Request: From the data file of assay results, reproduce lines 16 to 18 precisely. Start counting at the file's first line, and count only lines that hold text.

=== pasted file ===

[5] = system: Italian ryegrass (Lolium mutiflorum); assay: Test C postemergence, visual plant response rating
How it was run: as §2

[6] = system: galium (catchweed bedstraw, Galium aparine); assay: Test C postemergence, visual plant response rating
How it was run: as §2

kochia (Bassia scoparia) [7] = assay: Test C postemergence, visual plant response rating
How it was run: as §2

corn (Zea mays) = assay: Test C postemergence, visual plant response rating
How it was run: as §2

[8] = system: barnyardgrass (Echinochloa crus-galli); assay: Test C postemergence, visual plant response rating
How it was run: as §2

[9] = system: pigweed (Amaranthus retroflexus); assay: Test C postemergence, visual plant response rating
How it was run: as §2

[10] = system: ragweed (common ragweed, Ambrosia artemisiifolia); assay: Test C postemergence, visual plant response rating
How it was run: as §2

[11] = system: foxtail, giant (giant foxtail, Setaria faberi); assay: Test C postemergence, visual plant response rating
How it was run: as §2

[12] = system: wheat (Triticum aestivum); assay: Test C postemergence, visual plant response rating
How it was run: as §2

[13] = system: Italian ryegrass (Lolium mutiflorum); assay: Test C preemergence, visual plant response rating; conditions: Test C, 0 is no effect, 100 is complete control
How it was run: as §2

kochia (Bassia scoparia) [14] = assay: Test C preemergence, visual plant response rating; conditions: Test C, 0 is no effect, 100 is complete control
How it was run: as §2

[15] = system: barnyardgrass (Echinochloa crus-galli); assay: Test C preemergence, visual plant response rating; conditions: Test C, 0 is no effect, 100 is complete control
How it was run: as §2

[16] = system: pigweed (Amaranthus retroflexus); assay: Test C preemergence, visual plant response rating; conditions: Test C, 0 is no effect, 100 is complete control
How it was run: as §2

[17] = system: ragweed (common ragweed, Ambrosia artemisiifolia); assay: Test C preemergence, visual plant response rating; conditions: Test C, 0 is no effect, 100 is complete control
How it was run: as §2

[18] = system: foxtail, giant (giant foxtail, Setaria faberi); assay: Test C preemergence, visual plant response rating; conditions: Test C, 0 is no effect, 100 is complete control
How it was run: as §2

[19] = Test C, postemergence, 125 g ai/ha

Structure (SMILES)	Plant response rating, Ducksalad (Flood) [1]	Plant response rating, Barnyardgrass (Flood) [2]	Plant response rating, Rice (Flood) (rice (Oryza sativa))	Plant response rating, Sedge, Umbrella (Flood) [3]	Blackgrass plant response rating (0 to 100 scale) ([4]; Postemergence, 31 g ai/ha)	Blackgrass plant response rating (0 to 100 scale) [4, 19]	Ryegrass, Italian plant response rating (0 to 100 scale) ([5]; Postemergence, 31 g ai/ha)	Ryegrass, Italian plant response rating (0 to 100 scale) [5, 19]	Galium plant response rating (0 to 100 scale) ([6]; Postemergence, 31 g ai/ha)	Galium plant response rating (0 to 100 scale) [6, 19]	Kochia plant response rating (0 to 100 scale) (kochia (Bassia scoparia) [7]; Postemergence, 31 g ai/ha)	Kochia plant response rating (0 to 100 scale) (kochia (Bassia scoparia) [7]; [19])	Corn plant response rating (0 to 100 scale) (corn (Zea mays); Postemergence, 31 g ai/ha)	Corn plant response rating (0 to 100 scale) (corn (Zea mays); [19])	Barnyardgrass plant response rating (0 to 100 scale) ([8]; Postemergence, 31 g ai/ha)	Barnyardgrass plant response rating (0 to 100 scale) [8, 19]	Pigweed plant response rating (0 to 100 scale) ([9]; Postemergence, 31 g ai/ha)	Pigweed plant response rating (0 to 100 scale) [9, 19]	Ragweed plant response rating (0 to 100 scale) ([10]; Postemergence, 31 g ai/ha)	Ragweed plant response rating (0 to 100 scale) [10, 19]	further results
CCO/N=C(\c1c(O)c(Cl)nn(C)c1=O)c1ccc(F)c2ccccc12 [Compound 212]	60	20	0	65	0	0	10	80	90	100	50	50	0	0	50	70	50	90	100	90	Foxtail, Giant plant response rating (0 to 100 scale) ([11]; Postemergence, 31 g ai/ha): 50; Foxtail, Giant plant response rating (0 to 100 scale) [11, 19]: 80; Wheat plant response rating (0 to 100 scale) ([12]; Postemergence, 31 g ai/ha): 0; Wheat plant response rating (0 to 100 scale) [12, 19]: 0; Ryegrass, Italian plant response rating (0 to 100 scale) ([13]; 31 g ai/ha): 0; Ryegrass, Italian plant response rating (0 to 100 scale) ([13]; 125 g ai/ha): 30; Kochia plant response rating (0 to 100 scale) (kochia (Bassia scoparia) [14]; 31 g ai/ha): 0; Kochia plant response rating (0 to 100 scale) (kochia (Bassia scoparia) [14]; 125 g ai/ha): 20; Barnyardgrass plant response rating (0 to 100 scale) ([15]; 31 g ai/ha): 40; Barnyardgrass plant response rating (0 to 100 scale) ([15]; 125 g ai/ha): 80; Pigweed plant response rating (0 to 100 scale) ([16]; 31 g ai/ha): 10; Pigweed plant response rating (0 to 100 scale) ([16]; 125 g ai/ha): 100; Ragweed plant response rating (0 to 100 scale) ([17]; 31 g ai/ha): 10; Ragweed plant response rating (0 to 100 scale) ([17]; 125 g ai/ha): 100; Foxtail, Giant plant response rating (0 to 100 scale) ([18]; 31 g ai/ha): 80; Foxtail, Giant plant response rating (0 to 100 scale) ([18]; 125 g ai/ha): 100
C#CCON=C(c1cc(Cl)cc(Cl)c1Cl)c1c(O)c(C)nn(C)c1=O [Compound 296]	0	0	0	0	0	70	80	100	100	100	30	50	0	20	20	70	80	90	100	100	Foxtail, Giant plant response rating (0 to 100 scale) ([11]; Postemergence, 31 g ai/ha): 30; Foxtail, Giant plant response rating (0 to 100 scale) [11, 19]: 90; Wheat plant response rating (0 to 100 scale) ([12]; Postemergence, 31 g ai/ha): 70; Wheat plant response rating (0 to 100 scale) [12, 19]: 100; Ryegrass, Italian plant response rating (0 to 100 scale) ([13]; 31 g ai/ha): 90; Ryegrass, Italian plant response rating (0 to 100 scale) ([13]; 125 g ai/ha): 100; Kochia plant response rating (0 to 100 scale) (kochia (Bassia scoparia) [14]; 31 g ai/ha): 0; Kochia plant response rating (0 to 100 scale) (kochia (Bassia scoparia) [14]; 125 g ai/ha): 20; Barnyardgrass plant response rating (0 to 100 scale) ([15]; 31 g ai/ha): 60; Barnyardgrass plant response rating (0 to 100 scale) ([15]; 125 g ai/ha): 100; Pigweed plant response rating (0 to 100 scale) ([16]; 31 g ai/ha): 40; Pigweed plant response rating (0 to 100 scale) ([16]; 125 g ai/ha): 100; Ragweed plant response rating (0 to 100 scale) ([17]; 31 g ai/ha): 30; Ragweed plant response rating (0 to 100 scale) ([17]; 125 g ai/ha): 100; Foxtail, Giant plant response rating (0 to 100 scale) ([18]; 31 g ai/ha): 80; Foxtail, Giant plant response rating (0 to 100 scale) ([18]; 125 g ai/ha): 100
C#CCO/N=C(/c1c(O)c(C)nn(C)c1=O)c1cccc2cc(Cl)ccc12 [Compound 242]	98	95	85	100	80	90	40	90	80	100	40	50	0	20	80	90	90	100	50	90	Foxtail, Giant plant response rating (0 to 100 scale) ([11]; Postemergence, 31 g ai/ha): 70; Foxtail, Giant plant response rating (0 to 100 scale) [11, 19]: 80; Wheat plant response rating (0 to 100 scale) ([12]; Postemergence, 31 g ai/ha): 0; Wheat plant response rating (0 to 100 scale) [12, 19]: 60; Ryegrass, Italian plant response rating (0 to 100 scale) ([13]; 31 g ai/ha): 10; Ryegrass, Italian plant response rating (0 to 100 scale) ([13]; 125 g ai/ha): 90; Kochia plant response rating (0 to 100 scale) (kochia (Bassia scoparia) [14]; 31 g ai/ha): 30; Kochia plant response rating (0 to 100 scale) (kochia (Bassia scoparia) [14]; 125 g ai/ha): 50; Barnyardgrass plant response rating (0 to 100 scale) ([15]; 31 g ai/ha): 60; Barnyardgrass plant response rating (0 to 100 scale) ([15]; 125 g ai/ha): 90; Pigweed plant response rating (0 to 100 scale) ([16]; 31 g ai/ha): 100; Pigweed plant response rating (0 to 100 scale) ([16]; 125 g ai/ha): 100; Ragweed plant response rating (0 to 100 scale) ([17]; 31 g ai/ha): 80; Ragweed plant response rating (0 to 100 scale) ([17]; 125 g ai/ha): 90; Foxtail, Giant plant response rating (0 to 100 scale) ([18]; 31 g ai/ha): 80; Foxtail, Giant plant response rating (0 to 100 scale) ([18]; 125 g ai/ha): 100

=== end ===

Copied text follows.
How it was run: as §2

[12] = system: wheat (Triticum aestivum); assay: Test C postemergence, visual plant response rating
How it was run: as §2